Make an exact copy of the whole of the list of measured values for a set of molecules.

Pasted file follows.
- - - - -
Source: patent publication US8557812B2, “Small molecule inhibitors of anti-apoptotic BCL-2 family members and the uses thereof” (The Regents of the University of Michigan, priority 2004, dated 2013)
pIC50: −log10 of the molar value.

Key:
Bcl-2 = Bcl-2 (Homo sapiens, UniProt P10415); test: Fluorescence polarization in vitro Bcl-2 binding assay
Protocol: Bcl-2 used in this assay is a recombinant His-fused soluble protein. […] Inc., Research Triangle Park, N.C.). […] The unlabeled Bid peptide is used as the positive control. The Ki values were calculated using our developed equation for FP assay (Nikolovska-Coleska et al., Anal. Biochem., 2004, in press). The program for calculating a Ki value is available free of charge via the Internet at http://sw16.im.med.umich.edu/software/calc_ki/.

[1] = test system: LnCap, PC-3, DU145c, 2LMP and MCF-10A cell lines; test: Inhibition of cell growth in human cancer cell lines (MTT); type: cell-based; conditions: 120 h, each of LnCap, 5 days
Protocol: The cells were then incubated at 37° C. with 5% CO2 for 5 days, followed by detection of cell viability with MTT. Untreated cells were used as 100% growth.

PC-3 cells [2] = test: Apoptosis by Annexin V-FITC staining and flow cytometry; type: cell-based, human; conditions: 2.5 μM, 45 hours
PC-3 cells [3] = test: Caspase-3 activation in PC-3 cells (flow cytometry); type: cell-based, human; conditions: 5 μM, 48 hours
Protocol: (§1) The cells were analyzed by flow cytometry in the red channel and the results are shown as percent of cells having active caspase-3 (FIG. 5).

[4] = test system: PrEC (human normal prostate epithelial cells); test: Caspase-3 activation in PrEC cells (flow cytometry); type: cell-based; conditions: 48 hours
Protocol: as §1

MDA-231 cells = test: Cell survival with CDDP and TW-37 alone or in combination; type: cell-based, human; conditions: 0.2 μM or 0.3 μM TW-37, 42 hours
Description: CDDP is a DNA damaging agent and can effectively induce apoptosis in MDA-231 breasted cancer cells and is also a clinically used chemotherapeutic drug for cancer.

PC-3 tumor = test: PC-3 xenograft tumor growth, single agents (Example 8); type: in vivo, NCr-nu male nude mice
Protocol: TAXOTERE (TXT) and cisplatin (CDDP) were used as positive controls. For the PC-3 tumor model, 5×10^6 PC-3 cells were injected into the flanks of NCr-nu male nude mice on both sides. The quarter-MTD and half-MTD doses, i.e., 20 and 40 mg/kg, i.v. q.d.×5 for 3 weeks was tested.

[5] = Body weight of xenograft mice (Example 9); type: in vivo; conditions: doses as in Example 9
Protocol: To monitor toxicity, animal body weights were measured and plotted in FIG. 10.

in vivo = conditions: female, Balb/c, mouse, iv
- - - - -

Source: patent publication US8557812B2, “Small molecule inhibitors of anti-apoptotic BCL-2 family members and the uses thereof” (The Regents of the University of Michigan, priority 2004, dated 2013)
pIC50: −log10 of the molar value.

Key:
Bcl-2 = Bcl-2 (Homo sapiens, UniProt P10415); test: Fluorescence polarization in vitro Bcl-2 binding assay
Protocol: Bcl-2 used in this assay is a recombinant His-fused soluble protein. […] Inc., Research Triangle Park, N.C.). […] The unlabeled Bid peptide is used as the positive control. The Ki values were calculated using our developed equation for FP assay (Nikolovska-Coleska et al., Anal. Biochem., 2004, in press). The program for calculating a Ki value is available free of charge via the Internet at http://sw16.im.med.umich.edu/software/calc_ki/.

[1] = test system: LnCap, PC-3, DU145c, 2LMP and MCF-10A cell lines; test: Inhibition of cell growth in human cancer cell lines (MTT); type: cell-based; conditions: 120 h, each of LnCap, 5 days
Protocol: The cells were then incubated at 37° C. with 5% CO2 for 5 days, followed by detection of cell viability with MTT. Untreated cells were used as 100% growth.

PC-3 cells [2] = test: Apoptosis by Annexin V-FITC staining and flow cytometry; type: cell-based, human; conditions: 2.5 μM, 45 hours
PC-3 cells [3] = test: Caspase-3 activation in PC-3 cells (flow cytometry); type: cell-based, human; conditions: 5 μM, 48 hours
Protocol: (§1) The cells were analyzed by flow cytometry in the red channel and the results are shown as percent of cells having active caspase-3 (FIG. 5).

[4] = test system: PrEC (human normal prostate epithelial cells); test: Caspase-3 activation in PrEC cells (flow cytometry); type: cell-based; conditions: 48 hours
Protocol: as §1

MDA-231 cells = test: Cell survival with CDDP and TW-37 alone or in combination; type: cell-based, human; conditions: 0.2 μM or 0.3 μM TW-37, 42 hours
Description: CDDP is a DNA damaging agent and can effectively induce apoptosis in MDA-231 breasted cancer cells and is also a clinically used chemotherapeutic drug for cancer.

PC-3 tumor = test: PC-3 xenograft tumor growth, single agents (Example 8); type: in vivo, NCr-nu male nude mice
Protocol: TAXOTERE (TXT) and cisplatin (CDDP) were used as positive controls. For the PC-3 tumor model, 5×10^6 PC-3 cells were injected into the flanks of NCr-nu male nude mice on both sides. The quarter-MTD and half-MTD doses, i.e., 20 and 40 mg/kg, i.v. q.d.×5 for 3 weeks was tested.

[5] = Body weight of xenograft mice (Example 9); type: in vivo; conditions: doses as in Example 9
Protocol: To monitor toxicity, animal body weights were measured and plotted in FIG. 10.

in vivo = conditions: female, Balb/c, mouse, iv